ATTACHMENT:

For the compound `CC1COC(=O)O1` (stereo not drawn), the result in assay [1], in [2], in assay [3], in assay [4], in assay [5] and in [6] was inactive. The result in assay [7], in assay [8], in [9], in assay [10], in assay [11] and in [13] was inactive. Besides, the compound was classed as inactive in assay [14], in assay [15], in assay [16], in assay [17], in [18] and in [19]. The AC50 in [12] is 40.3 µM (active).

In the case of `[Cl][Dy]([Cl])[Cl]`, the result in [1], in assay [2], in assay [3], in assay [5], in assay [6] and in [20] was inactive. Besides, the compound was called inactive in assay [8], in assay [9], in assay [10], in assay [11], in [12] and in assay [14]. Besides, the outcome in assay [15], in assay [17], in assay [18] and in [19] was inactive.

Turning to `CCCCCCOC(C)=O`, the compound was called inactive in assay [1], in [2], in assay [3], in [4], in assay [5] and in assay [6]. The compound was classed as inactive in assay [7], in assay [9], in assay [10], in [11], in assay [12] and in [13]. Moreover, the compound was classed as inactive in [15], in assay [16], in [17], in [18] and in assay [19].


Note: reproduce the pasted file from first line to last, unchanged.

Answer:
For the compound `CC1COC(=O)O1` (stereo not drawn), the result in assay [1], in [2], in assay [3], in assay [4], in assay [5] and in [6] was inactive. The result in assay [7], in assay [8], in [9], in assay [10], in assay [11] and in [13] was inactive. Besides, the compound was classed as inactive in assay [14], in assay [15], in assay [16], in assay [17], in [18] and in [19]. The AC50 in [12] is 40.3 µM (active).

In the case of `[Cl][Dy]([Cl])[Cl]`, the result in [1], in assay [2], in assay [3], in assay [5], in assay [6] and in [20] was inactive. Besides, the compound was called inactive in assay [8], in assay [9], in assay [10], in assay [11], in [12] and in assay [14]. Besides, the outcome in assay [15], in assay [17], in assay [18] and in [19] was inactive.

Turning to `CCCCCCOC(C)=O`, the compound was called inactive in assay [1], in [2], in assay [3], in [4], in assay [5] and in assay [6]. The compound was classed as inactive in assay [7], in assay [9], in assay [10], in [11], in assay [12] and in [13]. Moreover, the compound was classed as inactive in [15], in assay [16], in [17], in [18] and in assay [19].